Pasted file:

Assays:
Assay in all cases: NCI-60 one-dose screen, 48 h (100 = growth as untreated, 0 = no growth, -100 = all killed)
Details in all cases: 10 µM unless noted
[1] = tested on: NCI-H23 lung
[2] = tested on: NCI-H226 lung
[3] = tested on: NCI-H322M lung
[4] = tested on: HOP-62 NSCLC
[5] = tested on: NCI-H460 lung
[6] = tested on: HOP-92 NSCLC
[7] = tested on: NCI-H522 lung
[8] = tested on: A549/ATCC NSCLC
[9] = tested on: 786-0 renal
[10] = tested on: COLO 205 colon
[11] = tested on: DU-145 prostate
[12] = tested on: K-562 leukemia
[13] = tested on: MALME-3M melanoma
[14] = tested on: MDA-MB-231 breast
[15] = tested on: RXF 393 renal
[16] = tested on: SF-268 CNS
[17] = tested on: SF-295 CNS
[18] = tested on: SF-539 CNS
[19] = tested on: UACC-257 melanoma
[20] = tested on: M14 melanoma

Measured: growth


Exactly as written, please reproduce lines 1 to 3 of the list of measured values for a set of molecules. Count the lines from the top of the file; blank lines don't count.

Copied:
Assays:
Assay in all cases: NCI-60 one-dose screen, 48 h (100 = growth as untreated, 0 = no growth, -100 = all killed)
Details in all cases: 10 µM unless noted